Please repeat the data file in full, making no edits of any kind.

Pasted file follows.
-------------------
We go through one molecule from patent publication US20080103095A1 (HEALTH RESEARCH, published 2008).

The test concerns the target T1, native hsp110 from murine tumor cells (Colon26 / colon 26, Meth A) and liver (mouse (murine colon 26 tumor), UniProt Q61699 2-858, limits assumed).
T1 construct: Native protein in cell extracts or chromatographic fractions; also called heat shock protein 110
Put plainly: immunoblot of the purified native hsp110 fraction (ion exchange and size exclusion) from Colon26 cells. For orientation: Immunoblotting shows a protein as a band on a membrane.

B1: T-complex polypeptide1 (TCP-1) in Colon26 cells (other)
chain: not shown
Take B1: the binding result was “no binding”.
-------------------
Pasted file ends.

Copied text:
We go through one molecule from patent publication US20080103095A1 (HEALTH RESEARCH, published 2008).

The test concerns the target T1, native hsp110 from murine tumor cells (Colon26 / colon 26, Meth A) and liver (mouse (murine colon 26 tumor), UniProt Q61699 2-858, limits assumed).
T1 construct: Native protein in cell extracts or chromatographic fractions; also called heat shock protein 110
Put plainly: immunoblot of the purified native hsp110 fraction (ion exchange and size exclusion) from Colon26 cells. For orientation: Immunoblotting shows a protein as a band on a membrane.

B1: T-complex polypeptide1 (TCP-1) in Colon26 cells (other)
chain: not shown
Take B1: the binding result was “no binding”.